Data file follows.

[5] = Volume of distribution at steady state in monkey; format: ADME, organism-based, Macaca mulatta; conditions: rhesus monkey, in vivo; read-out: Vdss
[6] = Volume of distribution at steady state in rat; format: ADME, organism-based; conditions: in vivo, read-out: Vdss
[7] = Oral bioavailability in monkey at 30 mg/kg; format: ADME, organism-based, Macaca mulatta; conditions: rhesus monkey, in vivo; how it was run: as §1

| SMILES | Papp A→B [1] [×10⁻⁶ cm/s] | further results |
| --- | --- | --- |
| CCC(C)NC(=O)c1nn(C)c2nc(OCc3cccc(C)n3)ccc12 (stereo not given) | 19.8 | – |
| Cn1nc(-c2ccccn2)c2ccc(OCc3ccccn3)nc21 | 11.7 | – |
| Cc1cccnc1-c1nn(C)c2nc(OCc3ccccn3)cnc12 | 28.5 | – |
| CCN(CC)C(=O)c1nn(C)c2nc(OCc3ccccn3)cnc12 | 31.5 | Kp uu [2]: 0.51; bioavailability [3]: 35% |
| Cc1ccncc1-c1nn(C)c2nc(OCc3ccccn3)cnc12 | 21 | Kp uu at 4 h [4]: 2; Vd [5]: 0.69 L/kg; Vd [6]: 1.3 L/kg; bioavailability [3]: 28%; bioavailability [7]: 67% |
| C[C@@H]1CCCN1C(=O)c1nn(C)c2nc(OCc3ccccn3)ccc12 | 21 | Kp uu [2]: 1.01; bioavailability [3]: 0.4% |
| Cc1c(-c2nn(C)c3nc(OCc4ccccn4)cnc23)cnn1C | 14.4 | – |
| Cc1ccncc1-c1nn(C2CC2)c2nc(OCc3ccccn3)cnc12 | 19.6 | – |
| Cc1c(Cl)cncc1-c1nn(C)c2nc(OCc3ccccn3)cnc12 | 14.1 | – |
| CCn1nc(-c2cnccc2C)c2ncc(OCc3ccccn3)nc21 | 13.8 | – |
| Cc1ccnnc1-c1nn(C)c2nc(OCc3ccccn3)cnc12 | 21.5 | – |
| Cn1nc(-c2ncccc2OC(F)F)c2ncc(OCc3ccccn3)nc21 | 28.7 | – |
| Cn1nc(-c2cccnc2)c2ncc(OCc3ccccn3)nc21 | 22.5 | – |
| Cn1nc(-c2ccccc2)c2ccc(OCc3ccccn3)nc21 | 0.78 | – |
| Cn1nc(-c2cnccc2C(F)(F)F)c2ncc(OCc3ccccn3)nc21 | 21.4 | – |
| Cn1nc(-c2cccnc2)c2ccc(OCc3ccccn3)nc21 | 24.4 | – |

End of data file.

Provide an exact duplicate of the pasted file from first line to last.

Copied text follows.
[5] = Volume of distribution at steady state in monkey; format: ADME, organism-based, Macaca mulatta; conditions: rhesus monkey, in vivo; read-out: Vdss
[6] = Volume of distribution at steady state in rat; format: ADME, organism-based; conditions: in vivo, read-out: Vdss
[7] = Oral bioavailability in monkey at 30 mg/kg; format: ADME, organism-based, Macaca mulatta; conditions: rhesus monkey, in vivo; how it was run: as §1

| SMILES | Papp A→B [1] [×10⁻⁶ cm/s] | further results |
| --- | --- | --- |
| CCC(C)NC(=O)c1nn(C)c2nc(OCc3cccc(C)n3)ccc12 (stereo not given) | 19.8 | – |
| Cn1nc(-c2ccccn2)c2ccc(OCc3ccccn3)nc21 | 11.7 | – |
| Cc1cccnc1-c1nn(C)c2nc(OCc3ccccn3)cnc12 | 28.5 | – |
| CCN(CC)C(=O)c1nn(C)c2nc(OCc3ccccn3)cnc12 | 31.5 | Kp uu [2]: 0.51; bioavailability [3]: 35% |
| Cc1ccncc1-c1nn(C)c2nc(OCc3ccccn3)cnc12 | 21 | Kp uu at 4 h [4]: 2; Vd [5]: 0.69 L/kg; Vd [6]: 1.3 L/kg; bioavailability [3]: 28%; bioavailability [7]: 67% |
| C[C@@H]1CCCN1C(=O)c1nn(C)c2nc(OCc3ccccn3)ccc12 | 21 | Kp uu [2]: 1.01; bioavailability [3]: 0.4% |
| Cc1c(-c2nn(C)c3nc(OCc4ccccn4)cnc23)cnn1C | 14.4 | – |
| Cc1ccncc1-c1nn(C2CC2)c2nc(OCc3ccccn3)cnc12 | 19.6 | – |
| Cc1c(Cl)cncc1-c1nn(C)c2nc(OCc3ccccn3)cnc12 | 14.1 | – |
| CCn1nc(-c2cnccc2C)c2ncc(OCc3ccccn3)nc21 | 13.8 | – |
| Cc1ccnnc1-c1nn(C)c2nc(OCc3ccccn3)cnc12 | 21.5 | – |
| Cn1nc(-c2ncccc2OC(F)F)c2ncc(OCc3ccccn3)nc21 | 28.7 | – |
| Cn1nc(-c2cccnc2)c2ncc(OCc3ccccn3)nc21 | 22.5 | – |
| Cn1nc(-c2ccccc2)c2ccc(OCc3ccccn3)nc21 | 0.78 | – |
| Cn1nc(-c2cnccc2C(F)(F)F)c2ncc(OCc3ccccn3)nc21 | 21.4 | – |
| Cn1nc(-c2cccnc2)c2ccc(OCc3ccccn3)nc21 | 24.4 | – |